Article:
The Indiana State Supreme Court also discussed the difficulty faced by judges and courts in evaluating “deliberate conduct committed with the express purpose of obscuring the election outcome based on legal votes cast” that is “more invidious and its results difficult to ascertain and quantify.” This includes “schemes that seek to discourage proper and confidential voting or that endeavor to introduce unintended or illegal votes into the outcome [that] will inevitably produce outcome distortions that defy precise quantification.”
The court found that a new election was not only justified, it was “compelled” because “a deliberate series of actions occurred making it impossible to determine the candidate who received the highest number of legal votes cast in the election.”
4. Congressional Election, Ninth District, North Carolina—November 6, 2018
The only challenged congressional race in the 2018 federal election was in the Ninth Congressional District in North Carolina, a district that spans “eight counties along the State’s central southern border.” The incumbent, Representative Robert Pittenger (R), had been defeated in the Republican primary by Mark Harris. Harris faced his Democratic opponent, Dan McCready, in the November 6 general election.
After the votes were tallied at the end of Election Day, Harris had apparently defeated McCready by 905 votes, a margin of only 0.3 percent of all the ballots cast in the election. The “number of returned absentee ballots [10,500] far exceeded the margin between Harris and McCready.”
However, the North Carolina State Board of Elections (“the Board”) refused to certify the results of the election when evidence surfaced of “concerted fraudulent activities related to absentee by-mail ballots,” including illegal vote harvesting by a political consultant and his associates. In North Carolina, only the voter and “a voter’s near relative or the voter’s verifiable legal guardian” is allowed to return a completed absentee ballot to election officials.
After an intensive investigation that included 142 voter interviews and “30 subject and witness interviews,” as well as public hearings, the Board overturned the results of both the congressional race and two local contests, ordering a new election. The Board concluded that the election “was corrupted by fraud, improprieties, and irregularities so pervasive that its results are tainted as the fruit of an operation manifestly unfair to the voters and corrosive to our system of representative government.” The evidence of a “coordinated, unlawful, and substantially resourced absentee ballot scheme” was “overwhelming.”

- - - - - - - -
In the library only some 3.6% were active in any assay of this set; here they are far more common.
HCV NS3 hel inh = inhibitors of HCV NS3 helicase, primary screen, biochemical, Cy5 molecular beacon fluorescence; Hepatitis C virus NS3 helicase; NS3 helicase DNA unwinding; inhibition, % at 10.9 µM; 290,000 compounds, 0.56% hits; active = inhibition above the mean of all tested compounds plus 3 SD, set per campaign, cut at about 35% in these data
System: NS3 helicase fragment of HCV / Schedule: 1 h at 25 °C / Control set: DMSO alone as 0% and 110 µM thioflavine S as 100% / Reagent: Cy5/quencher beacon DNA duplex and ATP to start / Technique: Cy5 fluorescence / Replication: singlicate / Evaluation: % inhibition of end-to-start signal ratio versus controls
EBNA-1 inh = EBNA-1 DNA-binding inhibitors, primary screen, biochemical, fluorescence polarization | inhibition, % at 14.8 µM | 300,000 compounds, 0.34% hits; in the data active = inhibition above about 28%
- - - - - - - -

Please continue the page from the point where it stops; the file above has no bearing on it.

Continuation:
The absentee-ballot scheme was “enabled by a well-funded and highly organized criminal operation” run by Leslie McCrae Dowless, Jr., a well-known political gun for hire in North Carolina and convicted felon (for insurance fraud) who had worked for numerous candidates. In this election, he was being funded by the Harris campaign (as well as other candidates, such as Bladen County Sheriff candidate James McVicker) through a consulting firm called Red Dome Group, but he had previously worked for Democratic candidates, too.
Among the findings of the Board were the following:
- Absentee ballot “requests were fraudulently submitted under forged signatures, including a deceased voter”;
- Dowless paid workers he hired “in cash to collect absentee request forms, to collect absentee ballots, and to falsify absentee ballot witness certifications”; their pay depended on how many forms they collected;
- In addition to using blank absentee-ballot request forms, Dowless would “pre-fill” the forms using information on voters obtained from prior elections, so that his workers could have the voters simply sign the form—which sometimes included Social Security and driver’s license numbers and birth dates as well;
- The absentee-ballot request forms were photocopied before being turned into election officials for later use in other elections or for other purposes;
- Because Dowless “maintained photocopies of completed absentee by mail request forms from prior elections—including voters’ signatures and other information used to verify the authenticity of a request—Dowless possessed the capability to submit forged absentee by mail request forms without voters’ knowledge and without detection by elections officials”;
- Dowless would withhold the absentee ballot request forms and only submit them “at times strategically advantageous to his ballot operation,” and he would track when “ballots had been mailed by elections officials using publicly available data”;
- One of the Dowless staffers even started forging her mother’s name as a witness on absentee-ballot envelopes because “she had witnessed too many” such envelopes under her own name and signature;
- During the general elections, “some voters discovered” that absentee-ballot request forms “were submitted on their behalf, but without their knowledge, consent, or signature”;